Bild (c) pixabay.com
Bild (c) pixabay.com

SMart is a solidarity economy organisation dedicated to an innovative, practical and sustainable improvement of the working conditions for artists and creatives. The organisation takes care of the administrative work for creatives and supports the professionalisation of art and cultural work with a selection of custom services. Sabine Kock and Lisa Pointner were interviewed by Michael Ternai.

The idea that SMart is based on originally comes from Belgium, right?

Sabine Kock: Yes. SMart was founded in 1998 by Julek Jurowicz and Pierre Burnotte in Brussels – at first really small, a garage startup (SMart stands for societé mutuelle des artists). But it grew quickly. After a law was passed in Belgium in 2002 that required all artistic work to be done by employees, SMart began to grow even faster. In the meantime there are more than 60,000 SMart user in Belgium, 170 employees and a yearly transaction volume of over 100 million Euro. The range and breadth of services provided by SMart have begun to have a systemic effect in Belgium – many artistic jobs that used to take place under the table – street performance, merchandise sales – have been made official through employment with SMart which makes them relevant income for social services.

How is SMart financed?
Sabine Kock
Sabine Kock

Sabine Kock: Right now we are Lucky that we receive start-up financing from Brussels. But it is clear that our goals are to be self-sufficient through the services we offer. Our main service is called SMartProduction. We ask for a service fee of 7.5% of the amount generated. We think that this is an amount that our artists and creatives can afford, and that – if we continue to grow – should make us del-sufficient soon.

The second service that we offer is called SMartAdmin. In this area we offer artists and non-profit associations book-keeping or end of year project based receipt organisation. This is a purely administrative service, and we charge differently for that. 30 Euro per work hour.

What exactly does SMart do? What do you offer? How could you summarise your field of activity?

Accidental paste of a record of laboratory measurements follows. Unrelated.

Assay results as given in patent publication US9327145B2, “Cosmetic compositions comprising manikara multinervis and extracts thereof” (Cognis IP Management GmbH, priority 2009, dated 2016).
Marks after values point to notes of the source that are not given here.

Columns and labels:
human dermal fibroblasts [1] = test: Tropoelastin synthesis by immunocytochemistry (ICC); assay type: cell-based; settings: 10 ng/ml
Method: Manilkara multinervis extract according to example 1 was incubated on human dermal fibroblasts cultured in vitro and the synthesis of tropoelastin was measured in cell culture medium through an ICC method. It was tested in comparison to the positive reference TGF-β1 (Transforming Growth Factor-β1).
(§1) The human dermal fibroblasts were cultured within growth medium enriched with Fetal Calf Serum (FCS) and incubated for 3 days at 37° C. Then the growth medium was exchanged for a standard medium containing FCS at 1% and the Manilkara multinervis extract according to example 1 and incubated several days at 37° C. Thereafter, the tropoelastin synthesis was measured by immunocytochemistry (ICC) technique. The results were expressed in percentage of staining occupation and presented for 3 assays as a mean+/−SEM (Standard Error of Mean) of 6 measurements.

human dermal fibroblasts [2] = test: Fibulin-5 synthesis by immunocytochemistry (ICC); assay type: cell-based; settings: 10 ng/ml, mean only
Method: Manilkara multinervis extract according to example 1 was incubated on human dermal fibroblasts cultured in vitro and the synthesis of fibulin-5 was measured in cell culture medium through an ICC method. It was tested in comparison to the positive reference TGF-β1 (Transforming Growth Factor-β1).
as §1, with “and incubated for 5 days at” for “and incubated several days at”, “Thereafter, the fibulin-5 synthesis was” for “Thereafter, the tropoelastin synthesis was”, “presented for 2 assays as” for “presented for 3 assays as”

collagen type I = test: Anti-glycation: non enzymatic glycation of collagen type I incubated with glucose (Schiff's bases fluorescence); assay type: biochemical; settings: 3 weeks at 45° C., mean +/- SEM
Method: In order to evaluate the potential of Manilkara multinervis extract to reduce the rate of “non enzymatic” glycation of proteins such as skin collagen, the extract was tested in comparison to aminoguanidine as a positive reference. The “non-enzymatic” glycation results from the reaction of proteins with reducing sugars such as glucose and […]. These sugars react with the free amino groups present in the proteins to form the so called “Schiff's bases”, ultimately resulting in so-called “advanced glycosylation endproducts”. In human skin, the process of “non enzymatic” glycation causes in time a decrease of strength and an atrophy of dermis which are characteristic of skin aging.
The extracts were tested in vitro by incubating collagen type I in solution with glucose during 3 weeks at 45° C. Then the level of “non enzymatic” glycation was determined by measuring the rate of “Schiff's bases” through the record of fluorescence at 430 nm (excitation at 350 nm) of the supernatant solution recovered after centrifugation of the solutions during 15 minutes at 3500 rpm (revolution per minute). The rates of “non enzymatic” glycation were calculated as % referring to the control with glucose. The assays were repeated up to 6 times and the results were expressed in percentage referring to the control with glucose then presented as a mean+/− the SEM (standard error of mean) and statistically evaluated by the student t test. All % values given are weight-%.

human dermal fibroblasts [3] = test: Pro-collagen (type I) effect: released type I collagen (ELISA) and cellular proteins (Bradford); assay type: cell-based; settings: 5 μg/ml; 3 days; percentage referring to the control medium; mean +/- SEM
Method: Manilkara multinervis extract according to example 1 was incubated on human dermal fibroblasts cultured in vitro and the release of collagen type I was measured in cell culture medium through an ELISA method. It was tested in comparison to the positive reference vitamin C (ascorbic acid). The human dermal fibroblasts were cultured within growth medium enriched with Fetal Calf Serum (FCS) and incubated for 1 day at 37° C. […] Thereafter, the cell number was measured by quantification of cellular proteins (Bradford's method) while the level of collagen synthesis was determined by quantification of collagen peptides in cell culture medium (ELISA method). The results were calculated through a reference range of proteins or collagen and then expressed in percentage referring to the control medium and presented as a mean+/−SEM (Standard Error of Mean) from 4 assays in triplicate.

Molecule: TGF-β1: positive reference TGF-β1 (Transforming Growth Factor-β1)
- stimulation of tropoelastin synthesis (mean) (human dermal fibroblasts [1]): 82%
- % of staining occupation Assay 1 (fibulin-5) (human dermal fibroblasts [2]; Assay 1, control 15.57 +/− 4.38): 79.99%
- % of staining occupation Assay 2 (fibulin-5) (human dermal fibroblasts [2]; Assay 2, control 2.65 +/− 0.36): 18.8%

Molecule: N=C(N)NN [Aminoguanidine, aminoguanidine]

Sabine Kock: Our slogan is: “You do the art, we will do the paperwork.” SMart offers to take over the frequently painstaking bureaucratic procedures. One of our primary goals is to provide a structure of solidarity for all of those who had previously worked alone. This is the reason we formed a Solidarity Economy Cooperative last year.For us it was about the professionalisation and improvement of working conditions as well as participation in social security. The work of SMart begins where the work of the interest groups (who are mostly consulting) ends. We get into the contracts, in the case of employment we take over the responsibilities of the employer, in any case guarantees of payment and financial risks, and support the artists.

How and in what form can one work with SMart?

Lisa Pointner: There are basically two possibilities to work with SMart. The first is in the form of an employment contract. In this case SMart takes on the role and responsibilities of the employer and employs the artist as part of the cooperative in order to fulfil the contract – for example a concert. The second possibility is to work independently as a sub-contractor for SMart. In this case Smart takes on the role of the general contractor. It is practically the same as an employment, but in this case the artists receives a fee rather than a wage.

How does SMart work?

Sabine Kock: I can explain it with an example. A director comes to us who received an offer to do a theater workshop at a museum. Normally she would make a contract with the museum. Instead, she comes to us and we enter into the contract with the museum and take over the administrative work. Now she can say the she wants to be self-employed, in which case 7.5% of the amount of the contract goes to SMart. She can also say that, for this workshop or also for others she does this month, she would like to be employed with us. In that case, we are payed the money from the contract. We subtract our fees and use the remaining budget to generate the employment.

Practically, that means that in an employment situation with SMart the artist receives roughly 50% of the money generated as take-home-pay, but for this time is an employee who is relevant for the social security system and the time is counted toward unemployment insurance.

That means you function as a normal employer?

Sabine Kock: Yes, we are the employer with all of their rights and responsibilities. But this creates a new, self-determined form of employment. Because, in principal, the people independently choose their tasks themselves. They are our employees, and yet they are still completely autonomous.